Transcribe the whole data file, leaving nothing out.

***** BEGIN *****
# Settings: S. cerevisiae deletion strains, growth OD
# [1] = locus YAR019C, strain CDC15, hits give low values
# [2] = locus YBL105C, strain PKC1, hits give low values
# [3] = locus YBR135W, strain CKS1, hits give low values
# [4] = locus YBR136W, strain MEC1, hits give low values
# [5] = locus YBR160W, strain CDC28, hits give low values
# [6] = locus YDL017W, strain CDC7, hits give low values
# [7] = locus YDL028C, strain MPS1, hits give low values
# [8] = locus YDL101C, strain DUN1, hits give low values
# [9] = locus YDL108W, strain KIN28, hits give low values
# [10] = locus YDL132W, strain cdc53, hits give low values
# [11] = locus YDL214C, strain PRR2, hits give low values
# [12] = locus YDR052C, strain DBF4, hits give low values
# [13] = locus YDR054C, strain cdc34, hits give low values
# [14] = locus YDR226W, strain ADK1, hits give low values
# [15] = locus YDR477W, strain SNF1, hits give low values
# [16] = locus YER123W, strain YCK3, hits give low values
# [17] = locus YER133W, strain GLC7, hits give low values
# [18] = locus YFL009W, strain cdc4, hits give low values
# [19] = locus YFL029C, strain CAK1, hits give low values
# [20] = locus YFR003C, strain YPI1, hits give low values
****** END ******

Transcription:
# Settings: S. cerevisiae deletion strains, growth OD
# [1] = locus YAR019C, strain CDC15, hits give low values
# [2] = locus YBL105C, strain PKC1, hits give low values
# [3] = locus YBR135W, strain CKS1, hits give low values
# [4] = locus YBR136W, strain MEC1, hits give low values
# [5] = locus YBR160W, strain CDC28, hits give low values
# [6] = locus YDL017W, strain CDC7, hits give low values
# [7] = locus YDL028C, strain MPS1, hits give low values
# [8] = locus YDL101C, strain DUN1, hits give low values
# [9] = locus YDL108W, strain KIN28, hits give low values
# [10] = locus YDL132W, strain cdc53, hits give low values
# [11] = locus YDL214C, strain PRR2, hits give low values
# [12] = locus YDR052C, strain DBF4, hits give low values
# [13] = locus YDR054C, strain cdc34, hits give low values
# [14] = locus YDR226W, strain ADK1, hits give low values
# [15] = locus YDR477W, strain SNF1, hits give low values
# [16] = locus YER123W, strain YCK3, hits give low values
# [17] = locus YER133W, strain GLC7, hits give low values
# [18] = locus YFL009W, strain cdc4, hits give low values
# [19] = locus YFL029C, strain CAK1, hits give low values
# [20] = locus YFR003C, strain YPI1, hits give low values